Melams are more abstract scale forms. Ragas incorporate the melodic structure of the melams but have their own distinct personality with phrases, prayogas, and mood associations. A single melam can yield many ragas. For instance, the melam Hanumatodi has yielded ragas like Todi, Jayantasri, Sumukam, and Gangeyabhushani. Melams are the raga ingredients, while ragas are the melodic recipes.

So the number of melams/melas in Carnatic music is fixed at 72. The raga count is open-ended, ranging in the hundreds based on how many are derived from the melams.

Ragamalika – Garland of Ragas

Some musical presentations in Indian classical music feature a ragamalika, which means a “garland of ragas”. In ragamalika, different ragas are played sequentially in a single rendition. The switch from one raga to another can demonstrate the musician’s skill and creativity. Ragamalika provides aesthetic variety within a performance. For vocal concerts, different ragas are set to their own sahitya (lyrics). In instrumental music, the change in ragas is brought out through the melodic phrasing and improvisations. Various traditional and innovative ragas can be incorporated into a ragamalika presentation.

Raga Classification – An Evolving Process

In summary, estimating the total number of ragas is complicated by the constant evolution in Hindustani and Carnatic music. Ragas have emerged through:

  • New compositions being created within existing ragas
  • Innovative renderings bringing out new facets in known ragas
  • Known ragas falling into disuse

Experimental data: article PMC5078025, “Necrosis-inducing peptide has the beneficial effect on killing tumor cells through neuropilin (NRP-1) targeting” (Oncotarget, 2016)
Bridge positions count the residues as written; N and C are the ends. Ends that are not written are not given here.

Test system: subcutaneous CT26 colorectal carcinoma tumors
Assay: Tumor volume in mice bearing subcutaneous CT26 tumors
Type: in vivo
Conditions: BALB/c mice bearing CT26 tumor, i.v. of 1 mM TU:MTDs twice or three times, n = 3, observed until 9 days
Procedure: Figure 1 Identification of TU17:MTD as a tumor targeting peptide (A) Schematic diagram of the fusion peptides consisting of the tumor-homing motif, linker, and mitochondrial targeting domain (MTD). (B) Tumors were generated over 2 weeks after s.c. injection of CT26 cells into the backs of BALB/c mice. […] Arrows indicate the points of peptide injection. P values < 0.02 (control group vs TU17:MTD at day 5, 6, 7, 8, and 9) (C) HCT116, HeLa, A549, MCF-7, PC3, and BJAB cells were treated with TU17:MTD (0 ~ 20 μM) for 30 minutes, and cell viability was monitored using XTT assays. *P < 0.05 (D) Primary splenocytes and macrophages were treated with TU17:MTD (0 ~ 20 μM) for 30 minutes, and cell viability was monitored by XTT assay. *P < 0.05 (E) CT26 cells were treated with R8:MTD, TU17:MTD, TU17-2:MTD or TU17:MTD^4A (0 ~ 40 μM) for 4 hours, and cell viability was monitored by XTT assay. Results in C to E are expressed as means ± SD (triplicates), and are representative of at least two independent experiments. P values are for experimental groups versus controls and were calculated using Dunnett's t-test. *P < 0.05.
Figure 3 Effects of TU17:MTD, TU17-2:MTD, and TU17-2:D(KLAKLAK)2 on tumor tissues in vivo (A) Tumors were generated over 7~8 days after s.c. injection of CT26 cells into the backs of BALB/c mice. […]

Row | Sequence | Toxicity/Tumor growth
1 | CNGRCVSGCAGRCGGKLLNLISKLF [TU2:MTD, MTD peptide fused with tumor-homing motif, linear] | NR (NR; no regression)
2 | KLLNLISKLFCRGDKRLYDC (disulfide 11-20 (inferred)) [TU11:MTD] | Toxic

• Rare ragas regaining popularity
  • Musicians exploring and identifying new combinations of notes and melodic phrases
  • Folk melodies being incorporated into the classical system

While the core, most performed ragas remain largely constant, the boundaries of the raga system keep expanding. The classification is an ongoing, dynamic process. Over the past millennia, the number of distinctly identified ragas emerging from the basic scales has grown substantially, leading to estimates ranging from hundreds to thousands.


In summary:

  • Ragas originated over 2000 years ago from sacred Hindu texts called the Vedas
  • Ragas are melodic frameworks that define the notes, movements, phrases and moods in Indian classical music
  • Estimates on the total number of ragas range from a few hundreds to thousands
  • Categorization is based on number of notes, time/season association and parent scales
  • A core group of a few hundred ragas are performed regularly
  • Obscure ragas exist but are rarely heard or taught
  • The Carnatic melams provide the scales from which ragas are derived
  • Ragas keep evolving, so their classification remains an open, ongoing process

The richness of the ragas comes not just from their sheer number but from the nuances and emotions they encapsulate. Their long tradition ensures that the most meaningful ragas remain at the heart of India’s cherished musical heritage.